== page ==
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This article was published 4/5/2020 (627 days ago), so information in it may no longer be current.
Manitoba is sitting on more than a month's worth of data about COVID-19 cases in the at-risk Indigenous community that it will not release to the public, saying it belongs to its First Nation partners.
Chief public health officer Dr. Brent Roussin said public-health nurses have been asking those who test positive for COVID-19 to share their Indigenous identity or First Nation status since the beginning of April. He wouldn't divulge how many of the 281 Manitobans who've tested positive in Manitoba so far self-identify as Indigenous.
"We haven't been reporting on that as of yet. We're going to still work with our Indigenous partners on how and when we might disclose those type of things," Manitoba's top public-health doctor said Monday. Manitoba has restricted visitors from travelling to northern First Nations and communities north of the 53rd parallel to try and prevent a COVID-19 outbreak and, so far, so good, although Manitoba's prairie neighbours have had to battle COVID-19 outbreaks, including one in the Dene village of LaLoche, Sask., and one at Alberta's Stoney Nakoda First Nation linked to a nearby meat-packing plant.
"We don't have a case in a First Nations community," Roussin said.
Dr. Tom Wong, chief medical officer of public health at Indigenous Services Canada, has said it's too early to determine the severity of the outbreaks and if the situation will worsen in the 23 Indigenous communities across Canada reported as of April 30. On Monday, there was one piece of good news: Nunavut health officials confirmed a case reported there last week has turned out to be negative.
Collecting information about COVID-19 and sharing it with the public is vital for people to make informed decisions, said a former Manitoba grand chief who had her own, first-hand coronavirus scare.
"I think we have to be as transparent as possible — as a community, as a province and as a nation — about who is getting tested and what percentage, if any, is impacting First Nations," said Sheila North. The former Manitoba Keewatinowi Okimakanak grand chief tested negative for COVID-19 in March. She'd done a lot of travelling to Mexico and London, Ont. before visiting Nisichawayasihk (Nelson House) Cree Nation then returning home and developing flu-like symptoms. She went into self-isolation and got tested for COVID-19.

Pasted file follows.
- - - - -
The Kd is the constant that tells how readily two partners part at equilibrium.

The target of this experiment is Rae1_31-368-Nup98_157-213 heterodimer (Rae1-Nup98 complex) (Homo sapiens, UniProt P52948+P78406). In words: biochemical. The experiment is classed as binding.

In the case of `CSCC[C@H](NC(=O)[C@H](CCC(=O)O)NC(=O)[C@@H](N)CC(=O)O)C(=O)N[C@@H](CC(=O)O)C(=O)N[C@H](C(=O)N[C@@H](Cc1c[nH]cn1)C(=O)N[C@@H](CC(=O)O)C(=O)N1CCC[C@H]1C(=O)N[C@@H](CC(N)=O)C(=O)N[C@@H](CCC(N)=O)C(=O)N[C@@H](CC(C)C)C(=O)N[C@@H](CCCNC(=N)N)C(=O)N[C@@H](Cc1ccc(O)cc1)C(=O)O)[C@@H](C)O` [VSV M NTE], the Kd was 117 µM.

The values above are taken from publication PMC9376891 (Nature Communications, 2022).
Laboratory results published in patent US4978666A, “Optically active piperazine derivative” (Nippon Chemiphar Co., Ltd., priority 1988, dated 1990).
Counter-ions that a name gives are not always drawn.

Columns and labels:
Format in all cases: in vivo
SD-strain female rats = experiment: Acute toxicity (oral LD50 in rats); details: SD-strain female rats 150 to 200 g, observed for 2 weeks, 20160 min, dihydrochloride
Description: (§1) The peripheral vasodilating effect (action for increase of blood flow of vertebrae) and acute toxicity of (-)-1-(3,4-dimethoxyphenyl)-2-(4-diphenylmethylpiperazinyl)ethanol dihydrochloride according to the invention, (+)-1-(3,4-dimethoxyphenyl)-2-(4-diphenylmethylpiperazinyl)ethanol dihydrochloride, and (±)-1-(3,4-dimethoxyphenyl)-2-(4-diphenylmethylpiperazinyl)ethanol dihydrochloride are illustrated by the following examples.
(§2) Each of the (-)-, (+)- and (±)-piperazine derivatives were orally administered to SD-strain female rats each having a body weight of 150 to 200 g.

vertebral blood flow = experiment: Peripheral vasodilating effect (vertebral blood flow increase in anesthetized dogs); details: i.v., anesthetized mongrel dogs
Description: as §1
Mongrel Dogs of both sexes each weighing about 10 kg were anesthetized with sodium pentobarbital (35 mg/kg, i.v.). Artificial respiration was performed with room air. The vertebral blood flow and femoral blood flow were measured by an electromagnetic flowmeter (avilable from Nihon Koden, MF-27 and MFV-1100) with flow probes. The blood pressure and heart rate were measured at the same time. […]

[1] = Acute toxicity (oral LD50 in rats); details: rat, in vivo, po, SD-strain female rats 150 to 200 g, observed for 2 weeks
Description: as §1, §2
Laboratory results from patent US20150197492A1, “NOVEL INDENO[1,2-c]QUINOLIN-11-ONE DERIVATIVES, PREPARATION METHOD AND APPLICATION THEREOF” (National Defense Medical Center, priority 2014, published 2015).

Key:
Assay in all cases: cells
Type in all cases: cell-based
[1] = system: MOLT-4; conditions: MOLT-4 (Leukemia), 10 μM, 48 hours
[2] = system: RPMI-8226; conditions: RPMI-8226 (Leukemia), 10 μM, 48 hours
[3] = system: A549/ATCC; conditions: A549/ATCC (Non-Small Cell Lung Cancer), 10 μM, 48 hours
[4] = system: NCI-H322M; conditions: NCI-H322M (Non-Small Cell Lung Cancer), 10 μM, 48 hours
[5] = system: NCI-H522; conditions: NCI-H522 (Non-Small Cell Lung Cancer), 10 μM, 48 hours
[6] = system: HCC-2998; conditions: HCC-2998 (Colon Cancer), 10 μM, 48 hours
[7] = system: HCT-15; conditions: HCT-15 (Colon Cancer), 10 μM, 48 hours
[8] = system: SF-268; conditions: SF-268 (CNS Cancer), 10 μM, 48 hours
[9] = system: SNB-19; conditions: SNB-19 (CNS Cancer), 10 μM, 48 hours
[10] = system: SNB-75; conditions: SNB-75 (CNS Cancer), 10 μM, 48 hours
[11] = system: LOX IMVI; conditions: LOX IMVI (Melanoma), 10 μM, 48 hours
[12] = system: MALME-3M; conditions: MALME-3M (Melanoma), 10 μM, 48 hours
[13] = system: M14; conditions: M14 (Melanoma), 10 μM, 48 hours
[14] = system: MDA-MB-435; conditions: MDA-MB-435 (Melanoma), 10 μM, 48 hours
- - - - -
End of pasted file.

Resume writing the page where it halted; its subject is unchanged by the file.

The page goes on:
Waiting for her results, she feared she might have unknowingly infected people in the First Nation, she recalled in an interview Monday. She didn't but she worries about it happening to other people in similar situations.
Right now, there may be no known cases of COVID-19 in First Nations in the province, but North wants to know how many of the 27,466 Manitobans tested so far are Indigenous or First Nation residents. People who live in the north can travel back and forth to their First Nations, and there is a fear someone might bring the virus home with them.
"There's definitely some stigma," said North. "People are scared and the stories of H1N1 didn't help."
During the 2008-09 H1N1 epidemic, 11 Manitobans died and hundreds of people on northern First Nations became ill.
Now when someone in a remote community is sick, it raises alarm and for good reason, she said.
"There's minimal medical services up there," she said.
Some communities have no running water and many homes are overcrowded.
"The leadership are doing the best with what they have," said North.
Dr. Marcia Anderson, a Cree doctor who grew up in the North End with roots in Norway House Cree Nation and Peguis First Nation, tweeted about the need for data that identifies not just whether someone is Indigenous but also race and ethnicity, which public-health nurses started asking positive COVID-19 patients about on Friday.
"This is important progress in empowering us to see and respond to disproportionate impacts that have been seen in other jurisdictions where this info is collected, particularly in Black and Indigenous communities," tweeted Anderson, a medical officer of health with the Winnipeg Regional Health Authority and a University of Manitoba professor.
When the Free Press asked to interview Anderson for her thoughts on collecting the data and whether it should be shared with the public, Shared Health would not allow the interview.
"We will just let Dr. Roussin’s comments on it from this afternoon’s press conference stand as the response for today," spokesman Paul Turenne said in an email, without explaining why.
The province won't release any COVID-19 data about how many infected people self-identify as Indigenous people unless their Indigenous partners agree to it, Roussin said.
"That's their data. Indigenous people are our partners," said Roussin, who worked with northern First Nations before becoming chief of public health. In March, he helped lead a COVID-19 preparedness workshop with Manitoba Keewatinowi Okimakanak.
"I would only release numbers in collaboration with such partners," he said Monday.
"Those who are working in the field who are doing contact tracing are well aware of the cases and contacts."
After 20 years of reporting on the growing diversity of people calling Manitoba home, Carol moved to the legislature bureau in early 2020.